Two high-profile summer projects got underway at Bates this week.
A new playing surface will be installed on Garcelon Field, replacing the FieldTurf whose arrival we told you about in 2010.
And improvements to Hathorn Hall’s third floor and attic will provide easier access to that building’s belfry, making possible, in turn, the return of Hathorn’s beloved bell to something like its old prominence.
Like the work we covered last week, the ongoing renovation of Chase Hall and the creation of an immersive media studio in Coram Library, the Garcelon and Hathorn projects involve campus landmarks whose long histories resound in Bates lore.
Toll house: Rung by hand some 19 times a day when it was new, in 1857, the Hathorn Hall bell has been heard from less and less in recent years.
Well into the 20th century, the 1,000-pound bell was a unifying voice on campus in ways both pragmatic and moral. The bell marked the hours of the day, summoned students to meals and chapel, and celebrated climactic moments athletic and academic, notably Commencement. Even into this century, Hathorn’s “clong” resounded at class times and the noon hour. (Until the mid-20th century, the bell was rung by students carefully selected for their reliability — not to mention their tolerance for a spartan living situation, as they resided in a room in Hathorn under less than cozy conditions.)
In recent years, though, the bell has been rung only for Commencement and Convocation. That’s because the bell’s own stock in trade — time itself — has caught up with both the bell and its structural surroundings.
The electric ringing mechanism has become unreliable and potentially hazardous. Getting into Hathorn’s attic and thence the belfry, currently via a stepladder from the third floor, takes nerve and some muscle. The attic itself is dark, grimy, and confusing — a thicket of 166-year-old beams and joists — and visitors must closely watch where they put their feet. (Note to self: submit bill for shoe lost in attic.)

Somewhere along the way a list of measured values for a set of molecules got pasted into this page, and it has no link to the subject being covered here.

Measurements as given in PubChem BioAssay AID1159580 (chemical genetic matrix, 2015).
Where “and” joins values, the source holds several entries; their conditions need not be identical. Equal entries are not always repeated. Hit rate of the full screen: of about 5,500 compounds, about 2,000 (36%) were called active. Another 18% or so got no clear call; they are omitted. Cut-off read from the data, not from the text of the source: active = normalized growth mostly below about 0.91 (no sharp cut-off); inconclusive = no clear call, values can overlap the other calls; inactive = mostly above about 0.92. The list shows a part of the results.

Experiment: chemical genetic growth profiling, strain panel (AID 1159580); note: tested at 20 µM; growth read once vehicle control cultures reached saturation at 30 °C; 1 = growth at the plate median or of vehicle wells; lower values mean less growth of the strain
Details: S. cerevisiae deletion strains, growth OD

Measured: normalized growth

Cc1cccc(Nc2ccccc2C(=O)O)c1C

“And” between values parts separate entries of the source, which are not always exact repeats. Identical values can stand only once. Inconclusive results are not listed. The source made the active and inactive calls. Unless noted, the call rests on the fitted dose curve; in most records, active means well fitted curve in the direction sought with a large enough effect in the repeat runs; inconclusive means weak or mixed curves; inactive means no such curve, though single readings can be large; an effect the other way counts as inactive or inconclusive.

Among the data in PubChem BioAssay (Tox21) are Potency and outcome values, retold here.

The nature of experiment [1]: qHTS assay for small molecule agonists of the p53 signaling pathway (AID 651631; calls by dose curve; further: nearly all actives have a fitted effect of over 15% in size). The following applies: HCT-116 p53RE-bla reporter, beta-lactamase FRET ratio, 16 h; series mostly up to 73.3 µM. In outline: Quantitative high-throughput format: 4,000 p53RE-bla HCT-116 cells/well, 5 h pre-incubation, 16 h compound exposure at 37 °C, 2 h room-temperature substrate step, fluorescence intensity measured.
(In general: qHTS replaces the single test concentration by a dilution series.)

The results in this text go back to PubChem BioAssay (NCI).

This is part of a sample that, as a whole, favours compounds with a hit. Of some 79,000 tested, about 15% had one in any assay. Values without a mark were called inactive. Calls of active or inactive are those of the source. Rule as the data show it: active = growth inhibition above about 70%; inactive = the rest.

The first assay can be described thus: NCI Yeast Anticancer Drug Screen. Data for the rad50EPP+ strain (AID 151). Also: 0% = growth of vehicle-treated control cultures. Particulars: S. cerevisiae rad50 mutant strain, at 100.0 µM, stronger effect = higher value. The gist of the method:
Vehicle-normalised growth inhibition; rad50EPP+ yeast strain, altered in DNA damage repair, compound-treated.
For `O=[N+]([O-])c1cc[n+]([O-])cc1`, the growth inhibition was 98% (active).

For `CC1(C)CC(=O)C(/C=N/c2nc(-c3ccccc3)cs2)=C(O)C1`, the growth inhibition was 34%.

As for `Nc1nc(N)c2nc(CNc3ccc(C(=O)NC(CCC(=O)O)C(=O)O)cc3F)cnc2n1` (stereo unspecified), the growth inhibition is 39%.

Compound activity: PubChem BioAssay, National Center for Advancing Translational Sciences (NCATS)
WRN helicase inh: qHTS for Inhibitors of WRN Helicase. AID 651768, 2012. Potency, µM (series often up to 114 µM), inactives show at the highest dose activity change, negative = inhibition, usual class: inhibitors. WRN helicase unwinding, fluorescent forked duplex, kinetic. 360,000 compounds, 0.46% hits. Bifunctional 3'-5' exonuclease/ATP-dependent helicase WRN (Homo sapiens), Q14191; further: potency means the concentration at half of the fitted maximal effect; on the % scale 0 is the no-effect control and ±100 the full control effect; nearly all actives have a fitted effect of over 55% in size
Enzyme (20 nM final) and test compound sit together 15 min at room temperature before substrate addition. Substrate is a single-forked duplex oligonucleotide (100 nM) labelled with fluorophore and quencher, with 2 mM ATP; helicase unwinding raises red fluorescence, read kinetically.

A primary objective of this summer’s project is to dramatically improve not only access to the attic, via a new retractable stairway, but lighting and walkways. Also in the cards is a replacement for the ladder up to the belfry (where yet a third ladder and trapdoor provide access to the bell itself). All of that work will pave the way for replacement of the ringing mechanism.
The attic project also entails the removal of four old HVAC machines and the installation of a single state-of-the-art unit that will serve the third floor, says Brian Lanoie, Bates project manager for aspects of the work not directly related to the bell.
The present ringing system uses an electric winch to pull a cable that’s looped around the bell wheel, rocking the bell and causing the free-swinging clapper to strike the interior. (It’s not clear when the winch system was installed, though a 1956 issue of The Bates Student contains a possible allusion to that development.)
Normally the system is controlled by a timer, found elsewhere in Hathorn, that’s programmed to ring at specified dates and times. A manual override is used for special occasions such as Commencement.
While it has still been rung for special events, “the bell has not been routinely active for a couple years now” because of the need for upgrading “to a more contemporary and safer set-up,” says Alan Kelley, mechanical services manager for Facility Services.